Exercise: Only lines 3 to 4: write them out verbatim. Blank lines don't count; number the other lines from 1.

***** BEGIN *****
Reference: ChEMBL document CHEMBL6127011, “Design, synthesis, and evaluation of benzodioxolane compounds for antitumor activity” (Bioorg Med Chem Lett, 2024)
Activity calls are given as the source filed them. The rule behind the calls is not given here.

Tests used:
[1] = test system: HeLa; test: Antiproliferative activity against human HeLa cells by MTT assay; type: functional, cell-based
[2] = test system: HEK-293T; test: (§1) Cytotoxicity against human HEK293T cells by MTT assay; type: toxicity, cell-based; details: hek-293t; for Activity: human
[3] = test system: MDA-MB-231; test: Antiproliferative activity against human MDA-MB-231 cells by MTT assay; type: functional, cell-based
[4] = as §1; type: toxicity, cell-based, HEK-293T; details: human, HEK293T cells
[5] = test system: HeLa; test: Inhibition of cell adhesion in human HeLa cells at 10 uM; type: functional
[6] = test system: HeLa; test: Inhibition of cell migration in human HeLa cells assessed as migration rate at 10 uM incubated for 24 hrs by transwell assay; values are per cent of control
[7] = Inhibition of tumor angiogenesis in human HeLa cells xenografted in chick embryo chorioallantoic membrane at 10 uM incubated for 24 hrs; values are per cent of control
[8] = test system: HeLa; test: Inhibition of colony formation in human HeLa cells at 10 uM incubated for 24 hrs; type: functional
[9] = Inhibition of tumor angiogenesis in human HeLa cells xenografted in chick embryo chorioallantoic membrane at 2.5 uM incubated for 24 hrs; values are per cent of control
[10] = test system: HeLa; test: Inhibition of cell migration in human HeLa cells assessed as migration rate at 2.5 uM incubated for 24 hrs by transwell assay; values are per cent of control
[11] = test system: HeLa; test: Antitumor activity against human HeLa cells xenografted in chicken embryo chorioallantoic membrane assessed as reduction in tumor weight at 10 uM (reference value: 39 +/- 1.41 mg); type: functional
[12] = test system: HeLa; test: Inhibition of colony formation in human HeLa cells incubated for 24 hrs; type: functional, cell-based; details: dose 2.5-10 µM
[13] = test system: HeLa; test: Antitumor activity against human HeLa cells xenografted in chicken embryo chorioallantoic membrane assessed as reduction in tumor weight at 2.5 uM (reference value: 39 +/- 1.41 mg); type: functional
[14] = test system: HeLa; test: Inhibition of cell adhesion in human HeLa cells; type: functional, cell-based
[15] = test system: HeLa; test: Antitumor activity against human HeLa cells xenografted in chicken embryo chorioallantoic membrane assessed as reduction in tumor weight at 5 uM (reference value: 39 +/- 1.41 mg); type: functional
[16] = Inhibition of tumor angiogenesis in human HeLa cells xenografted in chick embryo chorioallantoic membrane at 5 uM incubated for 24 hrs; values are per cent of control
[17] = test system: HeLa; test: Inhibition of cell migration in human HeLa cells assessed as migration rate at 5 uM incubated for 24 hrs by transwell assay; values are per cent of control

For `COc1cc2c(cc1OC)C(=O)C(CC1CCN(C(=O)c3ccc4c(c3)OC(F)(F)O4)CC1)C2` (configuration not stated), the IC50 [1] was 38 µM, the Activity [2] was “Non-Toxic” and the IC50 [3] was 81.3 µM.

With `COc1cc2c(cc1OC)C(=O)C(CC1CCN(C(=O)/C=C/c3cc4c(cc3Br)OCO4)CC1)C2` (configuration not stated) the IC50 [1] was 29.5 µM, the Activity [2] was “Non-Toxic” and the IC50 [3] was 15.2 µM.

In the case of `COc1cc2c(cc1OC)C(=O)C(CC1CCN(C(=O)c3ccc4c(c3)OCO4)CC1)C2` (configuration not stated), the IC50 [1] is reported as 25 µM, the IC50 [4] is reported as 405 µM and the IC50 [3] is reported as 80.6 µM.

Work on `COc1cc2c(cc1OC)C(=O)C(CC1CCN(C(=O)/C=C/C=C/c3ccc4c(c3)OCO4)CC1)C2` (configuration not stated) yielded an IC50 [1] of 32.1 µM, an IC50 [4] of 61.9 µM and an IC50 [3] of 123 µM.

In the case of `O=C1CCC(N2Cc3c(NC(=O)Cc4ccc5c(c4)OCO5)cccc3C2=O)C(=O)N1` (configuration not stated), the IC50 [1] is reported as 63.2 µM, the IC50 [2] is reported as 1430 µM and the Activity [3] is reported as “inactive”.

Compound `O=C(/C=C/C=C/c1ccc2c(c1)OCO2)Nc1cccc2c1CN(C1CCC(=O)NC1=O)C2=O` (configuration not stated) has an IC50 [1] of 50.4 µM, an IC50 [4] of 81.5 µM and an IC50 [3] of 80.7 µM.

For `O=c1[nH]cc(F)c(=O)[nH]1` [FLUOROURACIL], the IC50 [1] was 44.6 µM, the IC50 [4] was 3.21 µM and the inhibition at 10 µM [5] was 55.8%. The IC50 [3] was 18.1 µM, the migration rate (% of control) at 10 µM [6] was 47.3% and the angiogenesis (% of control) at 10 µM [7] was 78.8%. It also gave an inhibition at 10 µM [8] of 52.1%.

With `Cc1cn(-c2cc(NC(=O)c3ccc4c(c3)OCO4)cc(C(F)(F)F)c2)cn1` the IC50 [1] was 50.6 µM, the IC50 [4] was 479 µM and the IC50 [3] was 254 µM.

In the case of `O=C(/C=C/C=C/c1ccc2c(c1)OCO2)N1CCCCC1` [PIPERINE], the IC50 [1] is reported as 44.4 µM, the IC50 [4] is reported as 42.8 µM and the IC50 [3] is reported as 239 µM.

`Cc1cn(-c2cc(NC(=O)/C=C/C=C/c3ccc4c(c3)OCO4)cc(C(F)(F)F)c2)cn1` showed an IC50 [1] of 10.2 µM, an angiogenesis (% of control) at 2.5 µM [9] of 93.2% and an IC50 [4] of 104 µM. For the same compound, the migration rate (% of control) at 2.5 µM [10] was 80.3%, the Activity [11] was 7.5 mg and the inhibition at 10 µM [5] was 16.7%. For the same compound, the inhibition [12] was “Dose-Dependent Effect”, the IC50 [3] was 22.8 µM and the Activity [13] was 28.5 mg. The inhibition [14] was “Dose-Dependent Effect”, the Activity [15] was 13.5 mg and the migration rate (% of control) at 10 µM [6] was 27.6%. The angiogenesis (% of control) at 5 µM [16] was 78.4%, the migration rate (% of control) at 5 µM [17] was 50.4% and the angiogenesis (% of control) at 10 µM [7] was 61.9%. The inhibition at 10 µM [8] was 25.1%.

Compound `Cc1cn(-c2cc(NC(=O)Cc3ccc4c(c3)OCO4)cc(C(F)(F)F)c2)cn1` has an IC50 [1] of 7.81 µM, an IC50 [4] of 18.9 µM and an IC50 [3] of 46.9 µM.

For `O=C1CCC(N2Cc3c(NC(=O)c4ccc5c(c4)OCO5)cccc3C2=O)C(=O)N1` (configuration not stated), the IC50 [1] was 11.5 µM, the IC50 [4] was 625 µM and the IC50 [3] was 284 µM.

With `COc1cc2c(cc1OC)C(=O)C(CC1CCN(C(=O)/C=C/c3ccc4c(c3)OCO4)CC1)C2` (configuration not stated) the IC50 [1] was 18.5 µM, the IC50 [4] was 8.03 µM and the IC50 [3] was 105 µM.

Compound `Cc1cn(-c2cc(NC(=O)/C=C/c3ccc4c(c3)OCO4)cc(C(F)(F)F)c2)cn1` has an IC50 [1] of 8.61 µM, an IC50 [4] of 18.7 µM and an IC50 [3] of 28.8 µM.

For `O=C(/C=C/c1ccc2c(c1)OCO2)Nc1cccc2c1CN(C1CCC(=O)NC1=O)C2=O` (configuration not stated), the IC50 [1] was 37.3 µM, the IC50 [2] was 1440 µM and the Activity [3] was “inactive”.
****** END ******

Tests used:
[1] = test system: HeLa; test: Antiproliferative activity against human HeLa cells by MTT assay; type: functional, cell-based